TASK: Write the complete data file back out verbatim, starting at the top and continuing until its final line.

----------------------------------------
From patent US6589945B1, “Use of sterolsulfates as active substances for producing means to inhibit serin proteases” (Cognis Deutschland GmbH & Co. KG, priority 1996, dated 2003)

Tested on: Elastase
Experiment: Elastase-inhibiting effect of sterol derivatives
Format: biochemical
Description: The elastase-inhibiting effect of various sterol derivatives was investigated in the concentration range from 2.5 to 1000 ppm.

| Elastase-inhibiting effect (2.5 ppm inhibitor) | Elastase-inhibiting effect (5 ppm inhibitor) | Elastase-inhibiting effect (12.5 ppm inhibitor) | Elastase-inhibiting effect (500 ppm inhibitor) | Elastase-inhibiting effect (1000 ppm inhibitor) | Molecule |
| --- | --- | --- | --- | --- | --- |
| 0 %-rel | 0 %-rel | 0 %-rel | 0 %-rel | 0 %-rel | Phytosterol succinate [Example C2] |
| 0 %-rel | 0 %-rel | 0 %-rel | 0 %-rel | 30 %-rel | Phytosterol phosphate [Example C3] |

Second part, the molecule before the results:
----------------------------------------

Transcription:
From patent US6589945B1, “Use of sterolsulfates as active substances for producing means to inhibit serin proteases” (Cognis Deutschland GmbH & Co. KG, priority 1996, dated 2003)

Tested on: Elastase
Experiment: Elastase-inhibiting effect of sterol derivatives
Format: biochemical
Description: The elastase-inhibiting effect of various sterol derivatives was investigated in the concentration range from 2.5 to 1000 ppm.

| Elastase-inhibiting effect (2.5 ppm inhibitor) | Elastase-inhibiting effect (5 ppm inhibitor) | Elastase-inhibiting effect (12.5 ppm inhibitor) | Elastase-inhibiting effect (500 ppm inhibitor) | Elastase-inhibiting effect (1000 ppm inhibitor) | Molecule |
| --- | --- | --- | --- | --- | --- |
| 0 %-rel | 0 %-rel | 0 %-rel | 0 %-rel | 0 %-rel | Phytosterol succinate [Example C2] |
| 0 %-rel | 0 %-rel | 0 %-rel | 0 %-rel | 30 %-rel | Phytosterol phosphate [Example C3] |

Second part, the molecule before the results: